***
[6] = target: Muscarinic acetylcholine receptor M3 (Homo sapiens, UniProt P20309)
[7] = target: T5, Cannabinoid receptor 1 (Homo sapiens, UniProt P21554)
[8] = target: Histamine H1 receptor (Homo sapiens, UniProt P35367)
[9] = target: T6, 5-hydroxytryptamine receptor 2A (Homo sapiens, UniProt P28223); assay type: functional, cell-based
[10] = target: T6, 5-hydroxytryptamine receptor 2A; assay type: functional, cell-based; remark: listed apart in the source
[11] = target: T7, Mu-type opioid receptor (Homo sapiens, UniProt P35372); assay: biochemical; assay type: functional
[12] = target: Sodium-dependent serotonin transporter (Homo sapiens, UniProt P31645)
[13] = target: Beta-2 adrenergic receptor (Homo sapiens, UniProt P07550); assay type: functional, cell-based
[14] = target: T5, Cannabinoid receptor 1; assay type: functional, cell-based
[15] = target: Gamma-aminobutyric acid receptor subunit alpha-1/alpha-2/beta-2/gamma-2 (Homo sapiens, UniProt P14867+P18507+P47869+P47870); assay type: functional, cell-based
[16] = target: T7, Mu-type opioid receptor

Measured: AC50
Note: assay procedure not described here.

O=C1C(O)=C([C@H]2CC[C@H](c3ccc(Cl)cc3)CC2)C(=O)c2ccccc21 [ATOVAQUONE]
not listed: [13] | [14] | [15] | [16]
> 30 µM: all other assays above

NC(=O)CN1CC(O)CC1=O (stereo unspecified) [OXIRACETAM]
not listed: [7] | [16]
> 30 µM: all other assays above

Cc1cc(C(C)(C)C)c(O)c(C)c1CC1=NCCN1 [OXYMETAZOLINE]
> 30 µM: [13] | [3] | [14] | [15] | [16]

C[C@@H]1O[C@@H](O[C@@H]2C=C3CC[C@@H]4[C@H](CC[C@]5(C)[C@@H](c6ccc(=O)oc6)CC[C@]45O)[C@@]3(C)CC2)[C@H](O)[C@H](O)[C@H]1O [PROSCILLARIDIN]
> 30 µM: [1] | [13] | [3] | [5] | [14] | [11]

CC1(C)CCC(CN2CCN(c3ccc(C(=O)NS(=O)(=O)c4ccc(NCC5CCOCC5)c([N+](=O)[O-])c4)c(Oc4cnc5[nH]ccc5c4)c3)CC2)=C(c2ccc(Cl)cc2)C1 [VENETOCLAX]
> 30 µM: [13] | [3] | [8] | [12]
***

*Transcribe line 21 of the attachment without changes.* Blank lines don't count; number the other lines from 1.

> 30 µM: [13] | [3] | [14] | [15] | [16]